The busiest week of the semester has come: finals week. Three exams, one essay, and one project.
Unlike most students, I love being busy. The impending deadlines give me a rush, and I feel I am most productive when under pressure. It also helps that my assignments and tests are spread out throughout the week; yesterday was dedicated to creating a web-based portfolio on Gloria Anzaldua, a feminist, scholar, and activist for homosexuality and Chicana culture.
Throughout the semester, we learned about various rhetoricians in my Rhetoric class, but Anzaldua was my favorite by far. She has influenced so many people to stand up for themselves, no matter the shortcomings. Throughout my research, I have come to learn more about her life, and each new fact brings another ounce of admiration.
In her life, Anzaldua published various essays, books, and poems. She is most notably known for her book, Borderlands/La Frontera. In it, she describes the “borderlands” in her life, both metaphorical and physical. Growing up on the border of Texas and Mexico, Anzaldua struggled with discovering her identity. Since she grew up so close to Mexico, she learned various languages as a child. She adapted an accept, which people later tried to eliminate. She touches on metaphorical borderlands like heterosexuals vs. homosexuals, men vs. women, Latina/Latino’s vs. whites.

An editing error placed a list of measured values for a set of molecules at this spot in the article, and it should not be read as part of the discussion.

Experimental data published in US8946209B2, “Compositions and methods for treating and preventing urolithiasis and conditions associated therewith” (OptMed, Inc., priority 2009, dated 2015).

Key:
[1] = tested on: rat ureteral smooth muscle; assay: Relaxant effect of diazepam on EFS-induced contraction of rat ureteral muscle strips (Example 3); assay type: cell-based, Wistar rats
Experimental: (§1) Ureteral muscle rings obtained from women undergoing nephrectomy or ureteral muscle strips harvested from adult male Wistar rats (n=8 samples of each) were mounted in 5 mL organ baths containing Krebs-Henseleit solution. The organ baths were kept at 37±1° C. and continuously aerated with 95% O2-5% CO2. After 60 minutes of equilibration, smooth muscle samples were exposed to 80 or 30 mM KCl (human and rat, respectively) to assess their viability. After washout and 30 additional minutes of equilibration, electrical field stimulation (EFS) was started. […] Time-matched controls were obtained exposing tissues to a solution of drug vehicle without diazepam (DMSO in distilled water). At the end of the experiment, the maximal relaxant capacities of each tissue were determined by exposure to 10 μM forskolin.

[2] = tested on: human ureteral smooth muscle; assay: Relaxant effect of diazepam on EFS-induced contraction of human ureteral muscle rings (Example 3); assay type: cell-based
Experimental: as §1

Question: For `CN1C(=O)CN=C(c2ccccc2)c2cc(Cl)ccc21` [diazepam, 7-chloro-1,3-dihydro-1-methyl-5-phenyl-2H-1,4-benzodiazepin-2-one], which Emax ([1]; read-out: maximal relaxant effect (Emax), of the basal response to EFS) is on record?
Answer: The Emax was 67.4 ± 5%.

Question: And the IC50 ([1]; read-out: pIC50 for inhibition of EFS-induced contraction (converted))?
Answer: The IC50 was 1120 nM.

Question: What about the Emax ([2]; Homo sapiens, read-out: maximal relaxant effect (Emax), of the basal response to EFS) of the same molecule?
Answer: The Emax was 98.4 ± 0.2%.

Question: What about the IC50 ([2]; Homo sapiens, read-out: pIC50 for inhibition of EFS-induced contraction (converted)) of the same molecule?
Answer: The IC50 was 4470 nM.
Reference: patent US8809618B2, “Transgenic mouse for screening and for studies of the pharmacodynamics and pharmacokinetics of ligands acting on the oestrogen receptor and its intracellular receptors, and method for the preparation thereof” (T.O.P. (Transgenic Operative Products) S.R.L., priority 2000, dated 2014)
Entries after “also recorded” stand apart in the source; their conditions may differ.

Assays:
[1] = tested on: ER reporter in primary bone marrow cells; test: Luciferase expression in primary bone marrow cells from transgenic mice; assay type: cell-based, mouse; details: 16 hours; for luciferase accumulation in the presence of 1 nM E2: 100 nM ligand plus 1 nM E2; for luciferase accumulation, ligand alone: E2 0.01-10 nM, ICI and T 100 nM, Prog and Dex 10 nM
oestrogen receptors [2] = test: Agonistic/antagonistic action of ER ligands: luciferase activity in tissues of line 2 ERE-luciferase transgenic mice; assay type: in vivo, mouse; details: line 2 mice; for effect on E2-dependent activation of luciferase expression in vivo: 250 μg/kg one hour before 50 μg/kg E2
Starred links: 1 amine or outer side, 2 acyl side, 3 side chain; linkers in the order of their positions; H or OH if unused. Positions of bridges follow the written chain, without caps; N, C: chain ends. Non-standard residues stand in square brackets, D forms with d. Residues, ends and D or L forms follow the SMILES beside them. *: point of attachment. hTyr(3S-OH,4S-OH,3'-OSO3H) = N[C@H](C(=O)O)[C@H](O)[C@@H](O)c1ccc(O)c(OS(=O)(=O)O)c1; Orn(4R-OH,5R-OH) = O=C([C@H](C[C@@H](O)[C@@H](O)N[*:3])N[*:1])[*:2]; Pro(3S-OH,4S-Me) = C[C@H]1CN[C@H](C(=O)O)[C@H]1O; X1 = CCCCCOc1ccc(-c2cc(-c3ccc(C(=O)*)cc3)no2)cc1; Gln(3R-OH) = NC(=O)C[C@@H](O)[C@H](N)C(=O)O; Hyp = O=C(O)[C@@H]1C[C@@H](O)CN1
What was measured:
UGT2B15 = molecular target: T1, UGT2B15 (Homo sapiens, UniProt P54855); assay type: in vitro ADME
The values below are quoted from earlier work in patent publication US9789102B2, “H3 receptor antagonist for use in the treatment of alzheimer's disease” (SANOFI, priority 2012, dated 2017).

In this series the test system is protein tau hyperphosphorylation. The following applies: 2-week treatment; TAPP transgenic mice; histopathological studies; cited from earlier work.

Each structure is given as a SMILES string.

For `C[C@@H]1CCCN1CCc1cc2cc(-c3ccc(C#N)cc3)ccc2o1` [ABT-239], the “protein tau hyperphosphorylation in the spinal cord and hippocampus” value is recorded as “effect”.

“We use our language differences against each other.” – Gloria Anzaldua
She encourages everyone to cross borders and embrace one another.
In her published works, her tone has a hint of anger; anger that she had to conform, anger that no one would accept her; anger that she didn’t know who she was.
I love that she is expressing her anger through an outlet that can influence others. By releasing this anger in prose, Gloria is letting others in so that they can try to understand what she went through.
After reading her biography, her work, and her views on life, I have constructed a web-based portfolio on her life and her teachings. Though it’s still a work in progress, I am proud of the outcome. My favorite piece of work by her is her essay, “How to Tame a Wild Tongue.”
In this essay, she talks about her tongue getting cut out metaphorically as she was forced to learn other languages. She was punished for speaking Spanish in America, and was forced to take speech classes in an attempt to eliminate her accent. Throughout this piece, she switches between English and Spanish.
This causes frustration on the reader’s end if he or she does not speak both languages and cannot understand what she is saying. I understand very little Spanish, and this piece confused me. Then, I realized that this was intentional. She wanted us to know how it felt to not understand, to be confused, to be alone.
What do you think? Did you enjoy reading her essay, “How to Tame a Wild Tongue”?
I hope you enjoy learning about her as much as I have.